James MacMillan’s A New Song is a short and effective anthem which combines a number of stylistic elements including inflections of both Scottish ballads and plainsong. It is simply constructed in ABABA from with a wonderfully positive organ postlude that ideally needs an instrument with sizeable resources to be properly effective. It has Taveneresque pedal points that are also reminiscent of bagpipe drones. The vocal parts in the imitative B sections include MacMillan’s favourite kind of vocal ornamentation — a notated quick-fire turn with varying numbers of notes.
Lux Arumque by Eric Whitacre is a shimmering example of the composer’s trademark close-knit harmonies, this also represents one of his “contemporary Latin” settings: here, of Charles Anthony Silvestri’s Latin translation of a poem in English by the (otherwise obscure) Edward Esch, which attracted Whitacre for its “genuine, elegant simplicity.”
Also by Whitacre, Little Birds is an homage to Gabriel Faure, with its running piano part and fluid sensual melodies. At the end of the piece the conductor claps his/her hands and all of the singers shake a piece of white paper into the air, emulating the sound of a tree full of birds taking flight.
I Will Lift Up Mine Eyes by New Zealand Composer Chris Artley (NZ composer) — broad melodic arches and an enchanting sensuousness of sound characterize Chris Artley’s setting of Psalm 121. He sets the choir, the individual groups of voices as well as organ and trumpet ad lib in relationship to each other in an impressively atmospheric manner. It is a moving concert piece that will immediately fascinate the audience.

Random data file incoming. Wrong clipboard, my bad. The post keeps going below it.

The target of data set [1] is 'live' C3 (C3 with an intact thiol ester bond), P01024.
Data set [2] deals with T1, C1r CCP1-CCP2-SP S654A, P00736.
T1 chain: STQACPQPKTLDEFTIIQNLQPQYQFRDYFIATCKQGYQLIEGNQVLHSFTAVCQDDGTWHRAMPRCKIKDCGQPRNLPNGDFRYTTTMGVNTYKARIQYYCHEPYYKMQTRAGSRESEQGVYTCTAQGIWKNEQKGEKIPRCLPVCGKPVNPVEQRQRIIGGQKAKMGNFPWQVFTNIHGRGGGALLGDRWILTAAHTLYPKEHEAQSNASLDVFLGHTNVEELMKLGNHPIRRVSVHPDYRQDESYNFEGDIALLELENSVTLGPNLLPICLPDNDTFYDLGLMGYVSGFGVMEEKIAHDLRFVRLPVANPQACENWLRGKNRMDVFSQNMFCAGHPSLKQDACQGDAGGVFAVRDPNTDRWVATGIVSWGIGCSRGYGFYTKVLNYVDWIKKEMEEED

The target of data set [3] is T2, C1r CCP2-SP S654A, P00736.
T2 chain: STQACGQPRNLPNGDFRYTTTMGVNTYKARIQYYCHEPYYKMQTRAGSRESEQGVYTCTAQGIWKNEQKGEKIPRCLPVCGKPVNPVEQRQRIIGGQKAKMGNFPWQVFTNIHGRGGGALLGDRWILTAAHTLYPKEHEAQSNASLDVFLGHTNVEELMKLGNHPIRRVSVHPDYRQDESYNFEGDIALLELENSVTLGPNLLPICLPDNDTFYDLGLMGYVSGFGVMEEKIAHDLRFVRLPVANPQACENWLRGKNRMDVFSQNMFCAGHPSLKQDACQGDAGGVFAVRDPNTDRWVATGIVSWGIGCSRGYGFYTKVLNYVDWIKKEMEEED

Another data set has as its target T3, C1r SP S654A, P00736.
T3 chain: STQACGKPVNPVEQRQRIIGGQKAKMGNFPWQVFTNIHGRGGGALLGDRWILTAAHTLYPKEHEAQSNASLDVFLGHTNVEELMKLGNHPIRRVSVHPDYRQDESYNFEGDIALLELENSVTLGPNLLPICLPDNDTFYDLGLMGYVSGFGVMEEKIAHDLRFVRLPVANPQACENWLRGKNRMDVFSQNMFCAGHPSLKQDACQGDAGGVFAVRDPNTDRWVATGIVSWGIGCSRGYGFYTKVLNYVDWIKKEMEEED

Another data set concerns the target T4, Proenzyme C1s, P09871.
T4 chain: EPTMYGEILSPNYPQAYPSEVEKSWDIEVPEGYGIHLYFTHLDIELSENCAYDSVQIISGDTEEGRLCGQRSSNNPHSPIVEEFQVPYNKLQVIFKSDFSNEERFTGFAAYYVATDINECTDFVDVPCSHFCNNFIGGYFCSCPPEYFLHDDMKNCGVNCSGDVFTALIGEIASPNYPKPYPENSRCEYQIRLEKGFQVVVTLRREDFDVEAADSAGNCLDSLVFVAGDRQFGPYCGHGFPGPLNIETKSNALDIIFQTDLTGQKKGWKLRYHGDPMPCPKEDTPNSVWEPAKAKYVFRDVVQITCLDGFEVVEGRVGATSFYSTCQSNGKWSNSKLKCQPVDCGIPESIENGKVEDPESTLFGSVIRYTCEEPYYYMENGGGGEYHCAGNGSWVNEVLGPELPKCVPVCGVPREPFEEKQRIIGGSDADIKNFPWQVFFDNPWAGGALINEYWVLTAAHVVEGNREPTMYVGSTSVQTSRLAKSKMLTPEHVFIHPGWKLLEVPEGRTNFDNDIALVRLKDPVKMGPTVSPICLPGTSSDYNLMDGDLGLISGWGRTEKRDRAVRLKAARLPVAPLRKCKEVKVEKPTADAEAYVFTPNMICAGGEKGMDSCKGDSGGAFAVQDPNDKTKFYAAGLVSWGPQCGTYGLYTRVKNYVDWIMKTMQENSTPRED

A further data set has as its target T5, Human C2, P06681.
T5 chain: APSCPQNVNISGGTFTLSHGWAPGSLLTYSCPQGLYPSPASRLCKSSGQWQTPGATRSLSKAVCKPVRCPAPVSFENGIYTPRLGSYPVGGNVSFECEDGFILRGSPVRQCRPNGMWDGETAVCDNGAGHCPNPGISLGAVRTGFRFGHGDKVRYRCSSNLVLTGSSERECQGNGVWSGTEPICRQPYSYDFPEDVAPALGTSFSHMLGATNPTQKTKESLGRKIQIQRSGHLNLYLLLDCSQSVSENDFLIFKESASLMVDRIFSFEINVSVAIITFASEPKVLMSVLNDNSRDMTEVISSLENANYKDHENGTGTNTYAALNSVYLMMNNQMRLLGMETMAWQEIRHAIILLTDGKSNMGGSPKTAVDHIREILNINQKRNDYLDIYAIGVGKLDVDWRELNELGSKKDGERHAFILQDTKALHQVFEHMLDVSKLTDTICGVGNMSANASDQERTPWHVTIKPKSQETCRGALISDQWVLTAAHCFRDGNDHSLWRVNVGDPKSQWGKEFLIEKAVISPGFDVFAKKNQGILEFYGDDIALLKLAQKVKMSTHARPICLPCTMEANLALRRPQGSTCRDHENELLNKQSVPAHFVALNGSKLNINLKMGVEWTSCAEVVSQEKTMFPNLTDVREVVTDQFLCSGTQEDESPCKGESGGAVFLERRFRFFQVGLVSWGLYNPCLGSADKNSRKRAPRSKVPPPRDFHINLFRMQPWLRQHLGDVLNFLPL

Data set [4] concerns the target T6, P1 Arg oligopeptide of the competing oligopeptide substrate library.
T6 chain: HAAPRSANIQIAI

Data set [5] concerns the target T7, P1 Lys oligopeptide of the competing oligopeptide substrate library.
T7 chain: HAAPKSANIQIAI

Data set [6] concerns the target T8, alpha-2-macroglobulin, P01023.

Stabat Mater by Karol Szymanowski is characterized by his use of Polish melodies and rhythms. Following a trip to Zakopane in 1922, Szymanowski wrote of Polish folk music: “[it] is enlivening by its proximity to Nature, by its force, by its directness of feeling, by its undisturbed racial purity.” Szymanowski’s pairing of Polish musical elements with a liturgical text in Stabat Mater is unique.
Saturday 27 November 2021 (7.30pm)
Michael Fowler Centre, Wellington
Self-presented concert accompanied by Orchestra Wellington
We are proud to bring this monumental masterpiece to the Michael Fowler Centre accompanied by Orchestra Wellington. In this work, Bach becomes a museum director, surveying his collection and building the most beautiful exhibition of his life.
The B Minor Mass is, without doubt, one of the greatest musical achievements of all time. In this one work, you will experience an abundance of different forms and genres, including his older renaissance to his modern 18th-century style. Bach includes solo voices, single and double choruses, duets and duets that develop into quartets. Bach also shows off the orchestra with superb concerti grossi.
There was no obligation for Bach to compose this work. Unlike his ‘Passions’, no one paid him for it. This makes its purpose unique and so special. The Mass was mostly composed at the end of his life, without Bach ever having the opportunity to hear it. Was this work a thank you to God, or was it intended for the future of music makers and lovers? Perhaps he had one final desire to compose the highest work before he died? Well, he certainly did that — it is utter perfection.
Joining Orpheus is a superb line-up of soloists:
- Sopranos Emma Pearson and Jenny Wollerman
- Alto Maaike Christie-Beekman
- Tenor Declan Cudd
- Bass Wade Kernot